The State Bar should address issues confronting Texas attorneys created by these extreme circumstances. TLAP will require additional resources to extend support services to attorneys and should consider offering services to their families and staff. A “Financial Wisdom Program” could be created within the law office management program to offer financial resources and guidance to all Texas attorneys, including a fund to help attorneys keep their law offices open. The State Bar should actively work with the Texas Supreme Court to determine whether and how Texas courts will operate virtually versus returning to in-person appearances.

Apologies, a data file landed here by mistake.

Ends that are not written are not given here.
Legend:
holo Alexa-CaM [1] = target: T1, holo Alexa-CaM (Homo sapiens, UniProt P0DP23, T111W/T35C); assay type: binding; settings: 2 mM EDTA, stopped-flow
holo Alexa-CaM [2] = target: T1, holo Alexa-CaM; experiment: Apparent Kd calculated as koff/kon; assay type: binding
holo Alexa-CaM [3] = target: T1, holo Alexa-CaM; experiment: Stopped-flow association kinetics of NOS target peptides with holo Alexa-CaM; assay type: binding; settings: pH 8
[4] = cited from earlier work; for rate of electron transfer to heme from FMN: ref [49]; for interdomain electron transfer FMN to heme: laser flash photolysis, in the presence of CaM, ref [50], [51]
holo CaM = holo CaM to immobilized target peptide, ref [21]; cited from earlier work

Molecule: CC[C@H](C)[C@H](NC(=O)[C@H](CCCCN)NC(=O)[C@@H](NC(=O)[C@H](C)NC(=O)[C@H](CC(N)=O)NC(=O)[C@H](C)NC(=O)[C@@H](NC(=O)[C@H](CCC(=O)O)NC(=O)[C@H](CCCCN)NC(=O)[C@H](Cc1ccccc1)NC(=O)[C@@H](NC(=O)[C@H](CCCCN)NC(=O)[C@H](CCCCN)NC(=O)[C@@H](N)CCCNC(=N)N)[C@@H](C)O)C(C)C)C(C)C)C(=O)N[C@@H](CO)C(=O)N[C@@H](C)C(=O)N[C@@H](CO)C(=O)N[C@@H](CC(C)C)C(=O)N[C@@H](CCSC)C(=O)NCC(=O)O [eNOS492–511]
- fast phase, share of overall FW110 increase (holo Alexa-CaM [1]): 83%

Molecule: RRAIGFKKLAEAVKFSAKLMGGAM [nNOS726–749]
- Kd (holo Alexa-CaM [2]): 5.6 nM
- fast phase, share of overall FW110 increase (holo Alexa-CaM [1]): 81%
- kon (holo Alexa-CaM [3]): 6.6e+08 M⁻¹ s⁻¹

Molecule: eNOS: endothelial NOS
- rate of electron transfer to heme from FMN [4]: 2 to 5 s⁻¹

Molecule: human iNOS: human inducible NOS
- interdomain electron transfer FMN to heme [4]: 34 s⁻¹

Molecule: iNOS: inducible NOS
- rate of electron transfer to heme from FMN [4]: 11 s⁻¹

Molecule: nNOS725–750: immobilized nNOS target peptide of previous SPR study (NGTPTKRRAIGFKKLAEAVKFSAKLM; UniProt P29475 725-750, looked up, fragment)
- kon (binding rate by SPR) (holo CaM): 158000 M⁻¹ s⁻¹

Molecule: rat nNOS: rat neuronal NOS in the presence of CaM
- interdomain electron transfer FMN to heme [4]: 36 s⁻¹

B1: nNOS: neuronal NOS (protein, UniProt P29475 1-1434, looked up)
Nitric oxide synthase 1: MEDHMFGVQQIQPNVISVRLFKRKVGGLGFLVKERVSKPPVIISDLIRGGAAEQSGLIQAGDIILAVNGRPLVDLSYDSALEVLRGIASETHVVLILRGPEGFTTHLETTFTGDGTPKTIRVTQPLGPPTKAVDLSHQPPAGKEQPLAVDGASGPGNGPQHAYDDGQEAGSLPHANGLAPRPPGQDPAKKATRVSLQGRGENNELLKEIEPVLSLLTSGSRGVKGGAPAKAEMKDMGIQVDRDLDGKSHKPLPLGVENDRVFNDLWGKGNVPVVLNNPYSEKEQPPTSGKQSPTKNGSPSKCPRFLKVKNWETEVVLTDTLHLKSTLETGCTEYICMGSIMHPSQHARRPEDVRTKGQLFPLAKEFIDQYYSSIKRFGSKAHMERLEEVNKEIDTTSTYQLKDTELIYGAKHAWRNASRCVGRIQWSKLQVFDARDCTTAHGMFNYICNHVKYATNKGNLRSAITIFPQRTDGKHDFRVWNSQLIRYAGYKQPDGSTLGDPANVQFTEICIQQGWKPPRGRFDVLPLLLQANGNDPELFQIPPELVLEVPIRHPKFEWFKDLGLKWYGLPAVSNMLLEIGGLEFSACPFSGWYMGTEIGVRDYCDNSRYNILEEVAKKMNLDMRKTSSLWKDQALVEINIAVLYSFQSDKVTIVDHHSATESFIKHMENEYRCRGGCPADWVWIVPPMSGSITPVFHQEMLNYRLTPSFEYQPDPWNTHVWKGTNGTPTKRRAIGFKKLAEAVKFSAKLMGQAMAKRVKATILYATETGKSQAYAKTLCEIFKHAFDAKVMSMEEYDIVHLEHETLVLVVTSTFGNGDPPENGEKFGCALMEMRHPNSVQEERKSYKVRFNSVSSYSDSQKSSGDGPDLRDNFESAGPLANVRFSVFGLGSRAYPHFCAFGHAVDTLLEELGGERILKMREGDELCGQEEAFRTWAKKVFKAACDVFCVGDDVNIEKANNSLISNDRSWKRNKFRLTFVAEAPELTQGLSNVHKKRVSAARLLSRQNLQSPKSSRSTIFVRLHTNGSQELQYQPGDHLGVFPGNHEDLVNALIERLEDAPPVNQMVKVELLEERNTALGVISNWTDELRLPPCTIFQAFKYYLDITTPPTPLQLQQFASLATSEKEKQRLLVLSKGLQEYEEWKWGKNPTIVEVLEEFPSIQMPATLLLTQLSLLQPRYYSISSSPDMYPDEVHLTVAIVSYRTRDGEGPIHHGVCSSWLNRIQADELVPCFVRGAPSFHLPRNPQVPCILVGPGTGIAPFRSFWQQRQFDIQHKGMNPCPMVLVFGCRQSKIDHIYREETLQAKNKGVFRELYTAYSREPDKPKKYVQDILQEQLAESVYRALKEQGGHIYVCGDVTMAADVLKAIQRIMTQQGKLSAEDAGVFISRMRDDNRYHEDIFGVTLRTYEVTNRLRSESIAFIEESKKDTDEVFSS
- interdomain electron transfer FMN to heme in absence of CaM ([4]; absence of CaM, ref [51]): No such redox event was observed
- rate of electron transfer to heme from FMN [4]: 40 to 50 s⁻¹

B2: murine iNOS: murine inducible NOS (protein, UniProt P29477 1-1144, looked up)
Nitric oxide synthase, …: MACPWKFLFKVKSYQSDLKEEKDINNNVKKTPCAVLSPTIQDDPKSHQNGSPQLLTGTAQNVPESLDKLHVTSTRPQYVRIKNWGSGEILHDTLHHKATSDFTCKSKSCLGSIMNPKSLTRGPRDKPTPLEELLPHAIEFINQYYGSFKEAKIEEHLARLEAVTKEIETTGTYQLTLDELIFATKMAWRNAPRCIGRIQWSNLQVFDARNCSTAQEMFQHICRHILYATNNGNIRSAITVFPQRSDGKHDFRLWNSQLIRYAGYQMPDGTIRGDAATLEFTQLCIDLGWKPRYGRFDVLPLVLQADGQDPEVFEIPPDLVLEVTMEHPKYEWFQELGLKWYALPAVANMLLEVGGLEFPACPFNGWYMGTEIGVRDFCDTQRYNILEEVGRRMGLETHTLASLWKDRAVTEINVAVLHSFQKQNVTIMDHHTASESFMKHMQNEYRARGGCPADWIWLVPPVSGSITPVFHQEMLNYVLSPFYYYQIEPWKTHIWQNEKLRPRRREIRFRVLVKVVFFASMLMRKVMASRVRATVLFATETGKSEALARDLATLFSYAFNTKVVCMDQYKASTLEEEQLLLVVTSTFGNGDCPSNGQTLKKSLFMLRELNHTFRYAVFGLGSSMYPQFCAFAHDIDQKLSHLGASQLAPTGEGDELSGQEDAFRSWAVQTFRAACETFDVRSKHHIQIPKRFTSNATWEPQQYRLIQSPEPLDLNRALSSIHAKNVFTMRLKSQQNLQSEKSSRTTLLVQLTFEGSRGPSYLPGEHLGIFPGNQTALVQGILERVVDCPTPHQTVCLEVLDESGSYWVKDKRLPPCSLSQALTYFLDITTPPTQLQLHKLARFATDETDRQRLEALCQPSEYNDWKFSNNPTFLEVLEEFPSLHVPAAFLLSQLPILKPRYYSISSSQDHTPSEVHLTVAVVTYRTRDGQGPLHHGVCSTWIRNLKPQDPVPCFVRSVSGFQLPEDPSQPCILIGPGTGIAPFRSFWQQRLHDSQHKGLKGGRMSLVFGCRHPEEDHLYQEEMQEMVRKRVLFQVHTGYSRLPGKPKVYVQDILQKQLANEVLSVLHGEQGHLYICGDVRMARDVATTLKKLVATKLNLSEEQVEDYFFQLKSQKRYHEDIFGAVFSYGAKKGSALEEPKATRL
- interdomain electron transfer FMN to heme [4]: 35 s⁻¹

GIBSON: I believe that maintaining a unified bar is critical to retaining our right to self-governance. The bar needs to ensure that all of our members have an equal opportunity to succeed in the practice of law, to be included in opportunities that help grow their legal skills, and to learn new technologies that make their jobs and lives easier. The bar must demonstrate a renewed commitment to diversity and inclusiveness. The rule of law is under attack. Without preservation of the rule of law, our democracy will not survive. The bar needs to educate the public on the importance of the rule of law and the role of lawyers and the judiciary in preserving order. Finally, after a year of remote working due to the COVID-19 virus, we must continue to increase our lawyers’ feeling of belonging and educate them on the importance of lawyer well-being.
You have served the profession in a number of capacities. Which of these experiences has best prepared you to lead the State Bar of Texas?